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Joe,

The beginning of the year is always a time of renewal and big plans in business.  For most, it’s when we launch our programs and plans for the year that we hope will transform our organizations and the people within them to make everyone more successful.  In the work we do, one of the issues we constantly confront is how to measure the impact.   We all have heard the quote, “What gets measured, gets done.”  Beyond that, business is increasingly a world of numbers, so we must be able to measure the impact of our work in order to remain relevant and to continue to have the opportunity to make an impact.

I expect that you are going to argue that some of the most important elements within our work can’t be measured.  When we talk about unleashing talent in organizations, we quickly find our way to topics like passion, love, creativity, and purpose.  It’s easy to say that these things can’t be measured.  If that’s the position we chose to take, then I think we are admitting defeat and that we will never make these things a sustainable part of how people work and what corporate cultures should look like.  They  have to be measurable.  Otherwise, we’re dead in the water before we start.  Without measurement, we can’t know if we are making progress.  Without measurement, we won’t know if we’ve made a difference.  I think it can be done, but it’s really complicated.  But I don’t think we have a choice.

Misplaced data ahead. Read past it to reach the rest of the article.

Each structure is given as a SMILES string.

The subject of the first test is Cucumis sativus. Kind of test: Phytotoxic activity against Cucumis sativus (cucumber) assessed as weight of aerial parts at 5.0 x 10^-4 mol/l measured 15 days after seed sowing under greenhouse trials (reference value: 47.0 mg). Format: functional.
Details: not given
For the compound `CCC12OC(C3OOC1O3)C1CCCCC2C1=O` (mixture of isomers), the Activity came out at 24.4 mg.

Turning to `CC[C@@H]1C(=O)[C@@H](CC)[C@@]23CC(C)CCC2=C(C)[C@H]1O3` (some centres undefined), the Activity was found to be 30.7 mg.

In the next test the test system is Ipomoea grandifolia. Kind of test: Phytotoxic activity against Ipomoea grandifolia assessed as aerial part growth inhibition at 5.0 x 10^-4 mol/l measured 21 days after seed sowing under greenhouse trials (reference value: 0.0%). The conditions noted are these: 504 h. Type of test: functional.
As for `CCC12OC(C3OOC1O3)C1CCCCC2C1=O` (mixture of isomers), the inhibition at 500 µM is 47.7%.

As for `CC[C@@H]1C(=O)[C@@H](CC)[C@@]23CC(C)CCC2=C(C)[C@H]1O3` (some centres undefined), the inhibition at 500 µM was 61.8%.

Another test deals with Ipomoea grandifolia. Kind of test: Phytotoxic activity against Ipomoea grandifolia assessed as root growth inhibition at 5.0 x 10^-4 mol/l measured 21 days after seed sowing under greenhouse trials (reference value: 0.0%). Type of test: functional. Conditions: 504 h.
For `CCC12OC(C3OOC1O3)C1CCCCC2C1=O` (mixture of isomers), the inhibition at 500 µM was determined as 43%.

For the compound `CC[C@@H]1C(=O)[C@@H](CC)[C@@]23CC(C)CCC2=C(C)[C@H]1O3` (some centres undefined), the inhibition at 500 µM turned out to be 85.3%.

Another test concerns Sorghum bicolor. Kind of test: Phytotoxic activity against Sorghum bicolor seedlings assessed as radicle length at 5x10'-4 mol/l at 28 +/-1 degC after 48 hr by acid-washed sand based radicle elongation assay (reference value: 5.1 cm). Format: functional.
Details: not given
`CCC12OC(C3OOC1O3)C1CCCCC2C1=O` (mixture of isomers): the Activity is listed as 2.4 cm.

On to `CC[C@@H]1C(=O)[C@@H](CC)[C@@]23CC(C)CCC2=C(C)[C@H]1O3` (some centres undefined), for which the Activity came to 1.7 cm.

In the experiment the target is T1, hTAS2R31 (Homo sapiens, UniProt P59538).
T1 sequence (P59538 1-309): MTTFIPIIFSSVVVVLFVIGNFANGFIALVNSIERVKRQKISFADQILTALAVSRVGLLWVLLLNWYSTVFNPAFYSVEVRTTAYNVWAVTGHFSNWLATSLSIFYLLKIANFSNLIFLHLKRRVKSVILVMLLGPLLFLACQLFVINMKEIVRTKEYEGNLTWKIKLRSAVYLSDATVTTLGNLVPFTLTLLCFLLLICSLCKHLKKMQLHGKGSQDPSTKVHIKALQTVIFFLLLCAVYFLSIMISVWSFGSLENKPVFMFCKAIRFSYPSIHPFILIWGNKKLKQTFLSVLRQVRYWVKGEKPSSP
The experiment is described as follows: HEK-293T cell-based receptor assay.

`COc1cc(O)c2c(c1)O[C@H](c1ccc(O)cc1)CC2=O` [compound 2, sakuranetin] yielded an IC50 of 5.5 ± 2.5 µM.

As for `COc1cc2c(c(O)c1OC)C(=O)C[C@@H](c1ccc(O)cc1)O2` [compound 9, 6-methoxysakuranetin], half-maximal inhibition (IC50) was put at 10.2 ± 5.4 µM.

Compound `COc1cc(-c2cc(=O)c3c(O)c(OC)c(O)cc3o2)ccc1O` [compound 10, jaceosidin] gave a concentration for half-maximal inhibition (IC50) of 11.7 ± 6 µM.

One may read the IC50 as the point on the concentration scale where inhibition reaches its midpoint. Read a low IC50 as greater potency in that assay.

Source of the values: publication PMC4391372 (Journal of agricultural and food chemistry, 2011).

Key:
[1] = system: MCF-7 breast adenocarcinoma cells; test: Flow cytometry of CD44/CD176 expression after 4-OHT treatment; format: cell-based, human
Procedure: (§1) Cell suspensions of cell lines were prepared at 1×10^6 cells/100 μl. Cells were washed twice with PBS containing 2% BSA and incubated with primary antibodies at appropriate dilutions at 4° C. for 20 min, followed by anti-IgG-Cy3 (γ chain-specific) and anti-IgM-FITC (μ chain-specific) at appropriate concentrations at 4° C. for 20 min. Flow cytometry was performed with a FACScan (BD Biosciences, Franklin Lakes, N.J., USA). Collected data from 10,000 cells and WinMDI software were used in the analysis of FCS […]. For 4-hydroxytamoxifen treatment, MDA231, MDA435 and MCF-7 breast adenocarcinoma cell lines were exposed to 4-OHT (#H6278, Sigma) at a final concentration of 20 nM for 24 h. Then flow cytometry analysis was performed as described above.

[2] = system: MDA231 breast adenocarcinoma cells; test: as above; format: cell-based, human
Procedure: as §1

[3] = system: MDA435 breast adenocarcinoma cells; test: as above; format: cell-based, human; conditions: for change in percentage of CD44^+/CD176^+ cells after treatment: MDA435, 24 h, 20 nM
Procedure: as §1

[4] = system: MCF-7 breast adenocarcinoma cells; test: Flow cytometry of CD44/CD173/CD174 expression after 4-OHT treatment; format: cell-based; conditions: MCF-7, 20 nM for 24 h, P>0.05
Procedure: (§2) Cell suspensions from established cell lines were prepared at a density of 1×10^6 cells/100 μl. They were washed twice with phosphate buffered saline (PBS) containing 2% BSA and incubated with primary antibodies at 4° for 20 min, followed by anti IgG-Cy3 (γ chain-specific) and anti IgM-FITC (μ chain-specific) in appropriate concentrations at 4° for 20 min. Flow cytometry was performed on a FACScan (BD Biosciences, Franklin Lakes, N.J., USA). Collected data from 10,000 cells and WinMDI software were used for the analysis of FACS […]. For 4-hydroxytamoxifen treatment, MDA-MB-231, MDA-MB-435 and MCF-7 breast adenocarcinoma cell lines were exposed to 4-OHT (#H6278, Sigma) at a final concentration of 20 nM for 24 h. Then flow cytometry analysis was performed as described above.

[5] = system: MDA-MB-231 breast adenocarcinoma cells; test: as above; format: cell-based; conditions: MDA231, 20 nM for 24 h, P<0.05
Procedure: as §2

Being a pragmatist, the challenge we face as cultural architects or teachers of leadership is that we have limited time, resources and energy to invest in our work.  Generally, that means that we spend our time doing rather than measuring.  While that feels good on the surface and generally gets us paid, I’m not sure it’s moving the needle.  Most organizations have cultures that are as dysfunctional today as they were 20 years ago and their leadership isn’t any better.  We still have bad managers everywhere we look despite decades of management training and billions of management books on the book shelves.

Could it be that until we figure out a way to measure what really matters, that we can’t make the kind of progress we desperately need.  An example of what I’m talking about is the tool Leadergrade.com which was created by the folks at Quantum Workplace.  They are the leader nationally in doing best places to work and employee engagement surveys.  From their data, they were able to isolate a set of competencies that differentiated leaders who drive the highest engagement.  They then turned those competencies into a leadership model and crafted a way to measure them.  I’m not sure it’s a perfect way to measure leadership attributes, but it’s a huge step in the right direction.  Particularly if you can correlate higher engagement scores to better results within your organization.  That’s where the breakthrough will come.

I know that measurement and metrics aren’t your favorite thing to talk about, but what do you think?  Where does measurement fit into the work we do?

Jason


4 Responses so far.


  1. […] This post was mentioned on Twitter by Ray Gering. Ray Gering said: RT @JasonLauritsen: From the @TalentAnarchy blog: The Measurement Imperative http://bit.ly/gtkFEv […]

  2. […]  I knew that I’d hit a hot button with you when I teed up this topic of measurement, but I had no idea how much bottled up angst you had on this subject.  I hope that it didn’t […]

  3. […] are a few excerpts to give you a flavor of the debate.  Jason starts it off in The Measurement Imperative: The beginning of the year is always a time of renewal and big plans in business.  For most, […]

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